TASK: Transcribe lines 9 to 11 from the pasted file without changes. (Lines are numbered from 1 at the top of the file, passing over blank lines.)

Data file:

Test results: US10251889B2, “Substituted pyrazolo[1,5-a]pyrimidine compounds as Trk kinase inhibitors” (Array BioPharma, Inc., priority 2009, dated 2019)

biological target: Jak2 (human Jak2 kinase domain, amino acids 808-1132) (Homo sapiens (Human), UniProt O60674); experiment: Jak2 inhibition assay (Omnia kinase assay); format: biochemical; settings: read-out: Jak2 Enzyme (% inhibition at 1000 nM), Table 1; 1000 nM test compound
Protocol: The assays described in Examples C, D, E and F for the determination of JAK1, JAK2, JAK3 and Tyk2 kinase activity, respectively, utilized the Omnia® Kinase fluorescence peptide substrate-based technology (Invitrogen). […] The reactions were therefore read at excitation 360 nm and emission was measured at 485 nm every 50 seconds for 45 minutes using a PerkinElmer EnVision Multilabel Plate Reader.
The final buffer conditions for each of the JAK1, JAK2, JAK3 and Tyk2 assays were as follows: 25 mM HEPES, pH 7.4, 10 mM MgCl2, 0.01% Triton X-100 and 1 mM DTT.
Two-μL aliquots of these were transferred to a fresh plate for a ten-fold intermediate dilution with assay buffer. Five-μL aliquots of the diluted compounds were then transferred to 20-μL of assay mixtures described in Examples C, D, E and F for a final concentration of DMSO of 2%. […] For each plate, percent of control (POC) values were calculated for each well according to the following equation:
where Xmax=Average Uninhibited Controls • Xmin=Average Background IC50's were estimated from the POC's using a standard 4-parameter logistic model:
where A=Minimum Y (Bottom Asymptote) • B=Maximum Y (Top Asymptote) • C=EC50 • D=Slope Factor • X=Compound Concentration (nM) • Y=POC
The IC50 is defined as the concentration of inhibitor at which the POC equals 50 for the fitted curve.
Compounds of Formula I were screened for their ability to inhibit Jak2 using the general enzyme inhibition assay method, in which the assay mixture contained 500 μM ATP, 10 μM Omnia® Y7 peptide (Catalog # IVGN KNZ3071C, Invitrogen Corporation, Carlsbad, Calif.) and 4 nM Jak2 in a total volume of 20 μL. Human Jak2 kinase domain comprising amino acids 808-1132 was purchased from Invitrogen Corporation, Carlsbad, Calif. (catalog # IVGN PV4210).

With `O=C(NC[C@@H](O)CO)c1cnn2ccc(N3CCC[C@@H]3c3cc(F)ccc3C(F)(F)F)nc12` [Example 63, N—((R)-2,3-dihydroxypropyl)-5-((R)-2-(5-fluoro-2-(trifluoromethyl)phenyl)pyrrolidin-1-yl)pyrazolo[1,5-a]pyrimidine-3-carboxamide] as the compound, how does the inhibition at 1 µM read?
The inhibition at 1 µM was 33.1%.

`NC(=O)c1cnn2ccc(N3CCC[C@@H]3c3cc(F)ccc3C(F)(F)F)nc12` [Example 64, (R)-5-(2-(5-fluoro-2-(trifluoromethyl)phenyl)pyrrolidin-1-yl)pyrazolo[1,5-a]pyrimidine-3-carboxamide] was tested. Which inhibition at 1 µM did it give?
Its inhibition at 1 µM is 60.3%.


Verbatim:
Compounds of Formula I were screened for their ability to inhibit Jak2 using the general enzyme inhibition assay method, in which the assay mixture contained 500 μM ATP, 10 μM Omnia® Y7 peptide (Catalog # IVGN KNZ3071C, Invitrogen Corporation, Carlsbad, Calif.) and 4 nM Jak2 in a total volume of 20 μL. Human Jak2 kinase domain comprising amino acids 808-1132 was purchased from Invitrogen Corporation, Carlsbad, Calif. (catalog # IVGN PV4210).

With `O=C(NC[C@@H](O)CO)c1cnn2ccc(N3CCC[C@@H]3c3cc(F)ccc3C(F)(F)F)nc12` [Example 63, N—((R)-2,3-dihydroxypropyl)-5-((R)-2-(5-fluoro-2-(trifluoromethyl)phenyl)pyrrolidin-1-yl)pyrazolo[1,5-a]pyrimidine-3-carboxamide] as the compound, how does the inhibition at 1 µM read?
The inhibition at 1 µM was 33.1%.